Not Huge on Legacy Glass

Started Mar 30, 2012 | Discussions thread
Biggstr Forum Member • Posts: 53
Shooting Manual is a Different Kind of Photography

I don't know why we so often call adaptive lenses "legacy" lenses in MFT systems. Sometimes (as in my case) they are brand new. As my experience with live view matures, I find myself shooting in manual mode most of the time with my Olympus P2s, including manual focus with exposure calculated from a hand-held incident light meter (exposure is almost never the same as using the in-camera reflective light metering). I prefer the color saturation as well as the better interplay of light and shadow from a hand-held incident light meter ... and manual focus is always spot on. Manual focus is definitely not for action shots, but the number of my "keepers" for everything else is increasing geometrically.

I shoot manual with a stable of standard Olympus and Panasonic zooms and primes and five one-year old Nikon AIS lenses that had never been mounted on my Nikon body (I originally thought of selling my Nikon AIS lenses to pay for my MFT system ... but not a chance now). I recently picked up a new Voigtlander 90mm SLII in Nikon mount. Indeed, I'm coming to prefer the Nikon and Voigtlander prime lenses to the electronic autofocus lenses. I find the manual focus on the electronic lenses rough and difficult to use with precision; I also prefer an aperture ring on the lens. On the contrary, manual focus on the Nikon and Voigtlander primes are silky smooth.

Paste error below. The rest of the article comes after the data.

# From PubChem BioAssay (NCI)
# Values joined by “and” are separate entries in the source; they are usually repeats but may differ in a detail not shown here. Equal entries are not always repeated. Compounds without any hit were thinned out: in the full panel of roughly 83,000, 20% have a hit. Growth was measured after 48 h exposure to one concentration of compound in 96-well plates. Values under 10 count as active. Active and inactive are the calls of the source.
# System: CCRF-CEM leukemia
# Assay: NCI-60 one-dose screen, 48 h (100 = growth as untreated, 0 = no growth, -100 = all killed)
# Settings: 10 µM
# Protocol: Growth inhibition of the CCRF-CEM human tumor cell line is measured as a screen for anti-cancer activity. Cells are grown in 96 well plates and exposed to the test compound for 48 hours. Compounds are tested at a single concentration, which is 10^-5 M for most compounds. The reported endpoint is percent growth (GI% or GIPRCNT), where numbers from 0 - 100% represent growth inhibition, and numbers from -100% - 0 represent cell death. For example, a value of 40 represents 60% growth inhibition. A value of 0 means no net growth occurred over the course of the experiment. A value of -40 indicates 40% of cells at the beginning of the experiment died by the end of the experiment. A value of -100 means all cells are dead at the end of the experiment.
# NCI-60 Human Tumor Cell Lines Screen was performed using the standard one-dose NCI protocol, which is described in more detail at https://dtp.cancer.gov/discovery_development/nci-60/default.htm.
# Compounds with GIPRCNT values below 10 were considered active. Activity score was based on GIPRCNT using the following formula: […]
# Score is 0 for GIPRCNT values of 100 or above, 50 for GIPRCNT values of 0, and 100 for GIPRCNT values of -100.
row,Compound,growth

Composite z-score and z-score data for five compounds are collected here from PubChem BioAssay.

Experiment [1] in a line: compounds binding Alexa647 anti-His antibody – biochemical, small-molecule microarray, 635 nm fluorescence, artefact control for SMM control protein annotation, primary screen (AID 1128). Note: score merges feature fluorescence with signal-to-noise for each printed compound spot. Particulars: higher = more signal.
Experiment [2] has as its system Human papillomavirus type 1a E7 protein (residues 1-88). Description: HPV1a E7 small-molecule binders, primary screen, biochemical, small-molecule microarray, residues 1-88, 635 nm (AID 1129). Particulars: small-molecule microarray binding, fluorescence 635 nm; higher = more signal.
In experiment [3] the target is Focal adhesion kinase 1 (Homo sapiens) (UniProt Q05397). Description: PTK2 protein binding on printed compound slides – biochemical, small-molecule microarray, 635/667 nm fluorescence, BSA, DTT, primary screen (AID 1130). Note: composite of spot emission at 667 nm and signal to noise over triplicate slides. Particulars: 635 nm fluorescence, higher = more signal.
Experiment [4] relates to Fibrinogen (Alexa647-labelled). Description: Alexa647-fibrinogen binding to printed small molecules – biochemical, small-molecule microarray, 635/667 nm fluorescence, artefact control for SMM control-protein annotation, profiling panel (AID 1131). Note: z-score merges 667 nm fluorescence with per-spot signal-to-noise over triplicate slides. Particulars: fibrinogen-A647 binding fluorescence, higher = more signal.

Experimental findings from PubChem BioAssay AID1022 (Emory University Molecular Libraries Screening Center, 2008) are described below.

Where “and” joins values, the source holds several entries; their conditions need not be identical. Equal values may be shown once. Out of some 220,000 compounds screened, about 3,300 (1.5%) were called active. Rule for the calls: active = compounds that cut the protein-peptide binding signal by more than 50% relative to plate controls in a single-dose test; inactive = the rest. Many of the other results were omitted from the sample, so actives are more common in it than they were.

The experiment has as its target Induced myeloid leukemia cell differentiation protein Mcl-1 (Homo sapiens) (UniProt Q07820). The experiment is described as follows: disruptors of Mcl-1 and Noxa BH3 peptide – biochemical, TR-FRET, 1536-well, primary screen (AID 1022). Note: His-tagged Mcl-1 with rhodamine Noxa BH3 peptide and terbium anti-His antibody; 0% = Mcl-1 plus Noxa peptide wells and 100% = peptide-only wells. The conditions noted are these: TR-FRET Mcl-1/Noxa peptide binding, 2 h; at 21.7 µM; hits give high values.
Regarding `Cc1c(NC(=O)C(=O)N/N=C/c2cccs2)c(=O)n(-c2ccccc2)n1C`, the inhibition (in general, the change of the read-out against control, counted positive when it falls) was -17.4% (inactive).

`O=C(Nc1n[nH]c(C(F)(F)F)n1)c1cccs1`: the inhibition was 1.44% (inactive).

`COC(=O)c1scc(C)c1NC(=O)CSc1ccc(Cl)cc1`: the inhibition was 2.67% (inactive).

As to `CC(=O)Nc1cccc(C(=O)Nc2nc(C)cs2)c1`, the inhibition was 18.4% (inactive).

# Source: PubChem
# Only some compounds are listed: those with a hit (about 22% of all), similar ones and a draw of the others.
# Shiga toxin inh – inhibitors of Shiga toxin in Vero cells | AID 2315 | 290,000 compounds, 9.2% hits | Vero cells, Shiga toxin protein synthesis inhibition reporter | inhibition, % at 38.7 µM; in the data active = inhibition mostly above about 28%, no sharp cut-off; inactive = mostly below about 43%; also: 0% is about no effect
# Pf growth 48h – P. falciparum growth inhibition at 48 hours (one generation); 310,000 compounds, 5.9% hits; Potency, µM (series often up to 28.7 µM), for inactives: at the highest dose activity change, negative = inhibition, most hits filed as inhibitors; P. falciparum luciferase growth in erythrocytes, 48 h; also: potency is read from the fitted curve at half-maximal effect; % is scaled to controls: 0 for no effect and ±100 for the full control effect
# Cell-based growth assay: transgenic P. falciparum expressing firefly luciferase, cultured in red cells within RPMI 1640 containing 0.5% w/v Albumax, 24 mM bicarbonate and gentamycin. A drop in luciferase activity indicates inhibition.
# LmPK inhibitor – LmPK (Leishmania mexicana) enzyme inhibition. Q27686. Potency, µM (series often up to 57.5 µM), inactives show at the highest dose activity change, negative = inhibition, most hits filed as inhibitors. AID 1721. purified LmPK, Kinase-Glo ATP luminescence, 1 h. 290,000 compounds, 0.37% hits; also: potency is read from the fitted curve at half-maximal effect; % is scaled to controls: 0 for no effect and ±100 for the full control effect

A personal quandary: Buy more electronic autofocus lenses as they are released ... or, pay the premium for Nikon, Voigtlander, and Zeiss primes? I'm tending toward the latter for my lens collection, including expanding to Leica mount prime lenses. This is different advice than one often gets on the blogs from experts such as Thom Hogan which is, "If you already have legacy glass, go ahead and play with them with MFT ... otherwise don't bother and invest in autofocus lenses."

Shooting 100% manual is a different kind of photography but, for me at least, it is helping me get back to the fundamentals of photography, which are the interplay of light, shadow, speed, aperture, and focus with the results determined by the eye rather than algorithms in a camera.

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